In making the announcement Charlie Wuischpard, vice president and general manager of HPC Platform Group at Intel said that supercomputing was entering a new era and being transformed from a tool for a specific problem to a general tool for many,”

“System-level innovations in processing, memory, software and fabric technologies are enabling system capabilities to be designed and optimized for different usages, from traditional HPC to the emerging world of big data analytics and everything in between. We believe the Intel Scalable System Framework is the path forward for designing and delivering the next generation of systems for the ‘HPC everywhere’ era.”


SentinelOne Introduces Feature For Ransomware Victims

November 19, 2015 by mphillips  
Filed under Computing

SentinelOne has announced a new feature for its endpoint detection products that can restore files encrypted by cybercriminals, a common type of attack known as ransomware.

The “rollback” feature will be available in the 1.6 versions of its Endpoint Protection Platform (EPP) and the Endpoint Detection and Response (EDR) products at no charge, said Dal Gemmell, director of product management.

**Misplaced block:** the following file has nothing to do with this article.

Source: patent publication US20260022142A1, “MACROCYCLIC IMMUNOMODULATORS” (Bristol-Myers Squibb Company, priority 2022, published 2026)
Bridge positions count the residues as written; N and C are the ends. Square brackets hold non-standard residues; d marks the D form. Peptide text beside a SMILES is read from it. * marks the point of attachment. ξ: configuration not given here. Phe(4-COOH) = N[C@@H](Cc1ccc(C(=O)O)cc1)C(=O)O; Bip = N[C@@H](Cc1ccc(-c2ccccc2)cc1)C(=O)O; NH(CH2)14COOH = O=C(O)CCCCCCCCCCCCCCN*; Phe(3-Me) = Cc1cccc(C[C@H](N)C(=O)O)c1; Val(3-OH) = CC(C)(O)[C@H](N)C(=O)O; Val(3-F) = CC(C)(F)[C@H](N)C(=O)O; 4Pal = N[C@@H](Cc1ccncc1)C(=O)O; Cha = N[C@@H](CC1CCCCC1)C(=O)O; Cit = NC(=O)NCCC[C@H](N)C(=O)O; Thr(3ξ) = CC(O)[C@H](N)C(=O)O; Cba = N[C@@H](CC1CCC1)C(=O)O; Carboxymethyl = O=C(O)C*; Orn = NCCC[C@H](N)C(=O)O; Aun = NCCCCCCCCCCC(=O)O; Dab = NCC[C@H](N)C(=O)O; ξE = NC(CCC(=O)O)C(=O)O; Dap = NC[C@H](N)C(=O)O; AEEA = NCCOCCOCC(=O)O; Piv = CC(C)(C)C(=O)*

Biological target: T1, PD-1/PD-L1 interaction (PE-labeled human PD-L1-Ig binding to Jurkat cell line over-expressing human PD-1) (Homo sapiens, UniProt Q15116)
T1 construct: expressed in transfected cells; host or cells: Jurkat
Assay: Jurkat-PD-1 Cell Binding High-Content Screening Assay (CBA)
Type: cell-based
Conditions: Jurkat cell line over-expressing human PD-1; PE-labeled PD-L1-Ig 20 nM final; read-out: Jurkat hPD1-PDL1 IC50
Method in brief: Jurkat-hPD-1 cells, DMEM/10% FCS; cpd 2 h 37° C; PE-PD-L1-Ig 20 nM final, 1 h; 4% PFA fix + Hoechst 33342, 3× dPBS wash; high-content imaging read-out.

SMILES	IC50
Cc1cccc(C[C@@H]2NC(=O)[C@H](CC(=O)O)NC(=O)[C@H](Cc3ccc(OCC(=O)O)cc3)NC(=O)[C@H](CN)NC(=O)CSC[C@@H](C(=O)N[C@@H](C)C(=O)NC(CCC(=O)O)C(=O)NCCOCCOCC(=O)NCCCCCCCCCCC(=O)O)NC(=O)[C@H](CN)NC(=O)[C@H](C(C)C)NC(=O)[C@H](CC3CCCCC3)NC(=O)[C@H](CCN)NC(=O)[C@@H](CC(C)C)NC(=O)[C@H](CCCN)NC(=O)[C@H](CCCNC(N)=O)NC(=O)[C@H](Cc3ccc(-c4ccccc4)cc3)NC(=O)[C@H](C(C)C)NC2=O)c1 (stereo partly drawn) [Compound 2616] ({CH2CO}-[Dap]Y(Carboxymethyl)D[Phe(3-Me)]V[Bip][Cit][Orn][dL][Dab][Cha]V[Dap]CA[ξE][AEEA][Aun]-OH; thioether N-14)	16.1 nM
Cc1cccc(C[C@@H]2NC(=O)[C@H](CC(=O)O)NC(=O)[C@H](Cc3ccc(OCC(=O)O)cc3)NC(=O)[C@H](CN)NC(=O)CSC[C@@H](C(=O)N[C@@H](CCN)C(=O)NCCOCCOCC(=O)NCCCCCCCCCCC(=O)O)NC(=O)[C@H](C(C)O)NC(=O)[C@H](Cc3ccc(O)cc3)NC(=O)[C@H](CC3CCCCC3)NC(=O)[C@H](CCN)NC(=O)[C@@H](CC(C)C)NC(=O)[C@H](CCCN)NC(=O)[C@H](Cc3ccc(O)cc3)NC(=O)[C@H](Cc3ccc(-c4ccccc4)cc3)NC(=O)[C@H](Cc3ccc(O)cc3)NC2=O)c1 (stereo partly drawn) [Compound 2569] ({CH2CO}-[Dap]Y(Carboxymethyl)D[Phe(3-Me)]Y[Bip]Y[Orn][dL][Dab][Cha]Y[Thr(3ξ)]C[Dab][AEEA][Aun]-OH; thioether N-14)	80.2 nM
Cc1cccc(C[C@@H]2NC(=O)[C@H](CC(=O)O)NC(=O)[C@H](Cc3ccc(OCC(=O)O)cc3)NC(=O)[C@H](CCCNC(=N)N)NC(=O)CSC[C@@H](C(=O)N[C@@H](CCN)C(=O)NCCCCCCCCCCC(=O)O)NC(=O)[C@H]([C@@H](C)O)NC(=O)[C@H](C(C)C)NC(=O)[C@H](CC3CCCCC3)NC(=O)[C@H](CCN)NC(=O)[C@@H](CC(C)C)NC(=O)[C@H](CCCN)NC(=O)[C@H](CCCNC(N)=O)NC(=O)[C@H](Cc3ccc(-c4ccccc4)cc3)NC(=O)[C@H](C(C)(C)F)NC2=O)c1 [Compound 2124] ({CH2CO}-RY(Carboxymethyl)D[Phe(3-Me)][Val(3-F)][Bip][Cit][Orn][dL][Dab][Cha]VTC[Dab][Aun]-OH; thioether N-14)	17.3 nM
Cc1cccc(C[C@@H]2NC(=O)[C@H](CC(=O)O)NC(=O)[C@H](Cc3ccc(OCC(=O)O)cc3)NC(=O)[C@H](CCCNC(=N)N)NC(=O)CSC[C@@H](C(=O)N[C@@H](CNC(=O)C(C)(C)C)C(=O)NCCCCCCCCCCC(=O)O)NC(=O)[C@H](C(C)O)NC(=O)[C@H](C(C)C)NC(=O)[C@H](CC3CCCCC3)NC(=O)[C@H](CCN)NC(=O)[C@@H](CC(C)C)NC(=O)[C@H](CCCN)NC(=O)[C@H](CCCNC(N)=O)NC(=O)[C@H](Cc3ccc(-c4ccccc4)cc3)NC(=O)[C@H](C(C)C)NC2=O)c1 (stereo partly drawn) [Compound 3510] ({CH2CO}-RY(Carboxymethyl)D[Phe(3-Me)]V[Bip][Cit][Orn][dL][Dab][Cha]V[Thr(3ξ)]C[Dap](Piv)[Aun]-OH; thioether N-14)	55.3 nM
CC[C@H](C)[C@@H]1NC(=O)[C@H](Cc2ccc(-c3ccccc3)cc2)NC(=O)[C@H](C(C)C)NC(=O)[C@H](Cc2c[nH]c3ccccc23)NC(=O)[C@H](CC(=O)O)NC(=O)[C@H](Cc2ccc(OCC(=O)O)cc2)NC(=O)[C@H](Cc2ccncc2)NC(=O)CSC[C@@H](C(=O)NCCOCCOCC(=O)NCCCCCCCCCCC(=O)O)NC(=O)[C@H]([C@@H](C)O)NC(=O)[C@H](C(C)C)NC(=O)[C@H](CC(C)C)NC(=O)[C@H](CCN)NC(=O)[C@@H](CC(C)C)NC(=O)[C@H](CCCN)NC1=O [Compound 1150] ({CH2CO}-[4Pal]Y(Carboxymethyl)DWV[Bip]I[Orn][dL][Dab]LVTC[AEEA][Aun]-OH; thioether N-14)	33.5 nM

SentinelOne is among several vendors that are trying to displace traditional antivirus vendors with products that detect malware using deep analysis rather than signature-based detection.

The company’s products use a lightweight agent on endpoints such as laptops and desktops, which looks at the core of the operating system — the kernel — as well the the user space, trying to spot changes that might be linked to malware.

The rollback feature leverages built-in capabilities in Microsoft’s Windows and Apple’s OS X. Both operating systems take snapshots of files on a computer. In Windows, it’s known as Volume Shadow Copy Service and on OS X asjournaling.

The technologies are used for restoring systems. The snapshots of the files are kept in a secure area and wouldn’t be affected by ransomware if it infected a machine. Gemmell said. SentinelOne is also adding some anti-tampering defenses to make sure the snapshots aren’t affected.

SentinelOne monitors the files that have been changed on an endpoint, and if someone becomes infected by ransomware, can roll back the changes.

“There are a number of different ransomwares that we’ve tested it out on,” Gemmell said.